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Let $M_{n}$ be the algebra of $n\times n$ complex matrices. By identifying $M_{n}$ with $B(\mathbb{C^{n}})$, the set of all bounded linear maps from the n-dimensional Hilbert space $\mathbb{C^{n}}$ to $\mathbb{C^{n}}$, with operator norm, i.e. $\|x\|=sup_{\eta~\in~\mathbb{C^{n}},~\|\eta\|~\leq1}|x(\eta)|$. It is easy to see that $M_{n}$ is a Banach algebra.

But I do not know how to compute the exact value of norm of a specific $M_{n}$. For instance, if $a=\left(\begin{array}{ccc} 1/2 & 1 & 0 \\ 0 & 1/2 & 0 \\ 0 & 0 & 1/3 \end{array}\right)$ , according to the operator norm defined above, how to compute its norm $\|a\|$?

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  • $\begingroup$ An equivalent definition of $\|A\|$ is $\sup_{\|x\|=1}|\langle Ax,x\rangle|$. Can you work from there? $\endgroup$ – Ian Coley Sep 19 '13 at 18:58
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    $\begingroup$ In general, this is not an easy problem. In this case you have to maximize a function of 3 variables subject to 1 constraint, so it can be done. Because of the direct-sum structure in your example, you can simplify further. $\endgroup$ – GEdgar Sep 19 '13 at 19:01
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    $\begingroup$ @IanColey: No, that is not the norm in question. That is the numerical radius, and it can be as small as $\frac12\|A\|$ even for $2$-by-$2$ matrices. $\endgroup$ – Jonas Meyer Sep 20 '13 at 5:12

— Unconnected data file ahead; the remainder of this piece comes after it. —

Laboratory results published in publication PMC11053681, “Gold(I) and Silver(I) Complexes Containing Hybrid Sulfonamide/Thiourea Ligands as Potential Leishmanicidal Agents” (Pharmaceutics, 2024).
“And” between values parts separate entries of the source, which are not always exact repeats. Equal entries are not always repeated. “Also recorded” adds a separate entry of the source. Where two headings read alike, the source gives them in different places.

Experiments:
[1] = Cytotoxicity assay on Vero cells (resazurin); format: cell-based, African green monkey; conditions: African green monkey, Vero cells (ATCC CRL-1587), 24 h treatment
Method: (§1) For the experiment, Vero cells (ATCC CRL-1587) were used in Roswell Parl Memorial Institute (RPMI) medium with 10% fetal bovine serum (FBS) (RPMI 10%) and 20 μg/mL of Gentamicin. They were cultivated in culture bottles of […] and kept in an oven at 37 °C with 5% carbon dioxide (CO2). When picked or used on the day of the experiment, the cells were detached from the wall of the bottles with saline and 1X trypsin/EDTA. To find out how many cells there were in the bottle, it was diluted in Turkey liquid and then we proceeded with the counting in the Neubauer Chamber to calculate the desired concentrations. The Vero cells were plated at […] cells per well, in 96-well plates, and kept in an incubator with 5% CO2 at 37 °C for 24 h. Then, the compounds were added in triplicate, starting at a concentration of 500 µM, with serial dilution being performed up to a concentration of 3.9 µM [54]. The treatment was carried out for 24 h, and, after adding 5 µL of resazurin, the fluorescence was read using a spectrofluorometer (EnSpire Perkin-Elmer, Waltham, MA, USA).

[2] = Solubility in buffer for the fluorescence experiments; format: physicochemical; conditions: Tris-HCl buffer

• $\begingroup$ @GEdgar I think you are right. It is not easy to compute the norm of a matrix. $\endgroup$ – Insomnia Sep 20 '13 at 17:18
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Martini's answer if perfectly OK.

Alternatively, you can use the fact that for any matrix $M$ we have $$\Vert M\Vert=\sup\{ \sqrt\lambda;\; \lambda\;\hbox{eigenvalue of}\; M^*M\}\, , $$ where $M^*$ is the adjoint matrix.

For this particular example, it should not be too difficult to find the eigenvalues of the $3\times 3$ matrix $M^*M$; but of course this is hopeless for a "general" larger matrix.

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  • $\begingroup$ Could you explain to me why this equation $\|M\|=sup\{\sqrt{λ}: λ$ is eigenvalue of $M^{∗}M\}$ hold? $\endgroup$ – Insomnia Sep 20 '13 at 2:13
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    $\begingroup$ A detailed answer would be a little bit too long for a "comment". Here is briefly how it goes. First, $M^*M$ is a self-adjoint nonnegative matrix, so it can be put in diagonal form in some orthonormal basis, and its eigenvalues are $\geq 0$. Next, you know that $\Vert M\Vert^2=\langle M^*Mx,x\rangle$ for any $x\in\mathbb C^n$. Using this, you can express $\Vert Mx\Vert^2$ in termes of the eigenvalues of $M^*M$ and the coordinates of $x$ (in the good basis where $M^*M$ is diagonal). then you should be able to conclude. $\endgroup$ – Etienne Sep 20 '13 at 22:23

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